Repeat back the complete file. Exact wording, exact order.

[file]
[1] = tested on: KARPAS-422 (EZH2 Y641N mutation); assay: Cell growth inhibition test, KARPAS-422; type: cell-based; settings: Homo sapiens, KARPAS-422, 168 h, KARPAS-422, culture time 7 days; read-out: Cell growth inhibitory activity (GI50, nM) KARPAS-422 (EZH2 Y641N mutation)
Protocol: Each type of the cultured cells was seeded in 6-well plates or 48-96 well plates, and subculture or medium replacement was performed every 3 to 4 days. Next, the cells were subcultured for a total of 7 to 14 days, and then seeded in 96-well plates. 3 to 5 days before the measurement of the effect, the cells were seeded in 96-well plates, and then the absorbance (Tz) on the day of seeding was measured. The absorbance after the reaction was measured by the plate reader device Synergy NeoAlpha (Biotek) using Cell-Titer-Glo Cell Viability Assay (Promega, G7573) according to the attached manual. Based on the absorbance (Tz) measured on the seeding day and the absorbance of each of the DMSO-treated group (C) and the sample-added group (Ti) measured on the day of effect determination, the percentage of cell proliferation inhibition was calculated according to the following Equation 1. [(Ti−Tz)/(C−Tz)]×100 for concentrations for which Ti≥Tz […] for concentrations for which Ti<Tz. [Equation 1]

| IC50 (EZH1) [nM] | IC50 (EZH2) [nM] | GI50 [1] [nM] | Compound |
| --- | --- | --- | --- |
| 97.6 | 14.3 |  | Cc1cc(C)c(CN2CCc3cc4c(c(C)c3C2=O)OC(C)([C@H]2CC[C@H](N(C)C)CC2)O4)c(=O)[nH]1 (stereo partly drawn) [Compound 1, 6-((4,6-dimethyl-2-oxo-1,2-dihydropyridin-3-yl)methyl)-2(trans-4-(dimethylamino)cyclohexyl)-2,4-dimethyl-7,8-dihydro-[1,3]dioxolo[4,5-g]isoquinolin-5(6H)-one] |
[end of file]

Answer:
[1] = tested on: KARPAS-422 (EZH2 Y641N mutation); assay: Cell growth inhibition test, KARPAS-422; type: cell-based; settings: Homo sapiens, KARPAS-422, 168 h, KARPAS-422, culture time 7 days; read-out: Cell growth inhibitory activity (GI50, nM) KARPAS-422 (EZH2 Y641N mutation)
Protocol: Each type of the cultured cells was seeded in 6-well plates or 48-96 well plates, and subculture or medium replacement was performed every 3 to 4 days. Next, the cells were subcultured for a total of 7 to 14 days, and then seeded in 96-well plates. 3 to 5 days before the measurement of the effect, the cells were seeded in 96-well plates, and then the absorbance (Tz) on the day of seeding was measured. The absorbance after the reaction was measured by the plate reader device Synergy NeoAlpha (Biotek) using Cell-Titer-Glo Cell Viability Assay (Promega, G7573) according to the attached manual. Based on the absorbance (Tz) measured on the seeding day and the absorbance of each of the DMSO-treated group (C) and the sample-added group (Ti) measured on the day of effect determination, the percentage of cell proliferation inhibition was calculated according to the following Equation 1. [(Ti−Tz)/(C−Tz)]×100 for concentrations for which Ti≥Tz […] for concentrations for which Ti<Tz. [Equation 1]

| IC50 (EZH1) [nM] | IC50 (EZH2) [nM] | GI50 [1] [nM] | Compound |
| --- | --- | --- | --- |
| 97.6 | 14.3 |  | Cc1cc(C)c(CN2CCc3cc4c(c(C)c3C2=O)OC(C)([C@H]2CC[C@H](N(C)C)CC2)O4)c(=O)[nH]1 (stereo partly drawn) [Compound 1, 6-((4,6-dimethyl-2-oxo-1,2-dihydropyridin-3-yl)methyl)-2(trans-4-(dimethylamino)cyclohexyl)-2,4-dimethyl-7,8-dihydro-[1,3]dioxolo[4,5-g]isoquinolin-5(6H)-one] |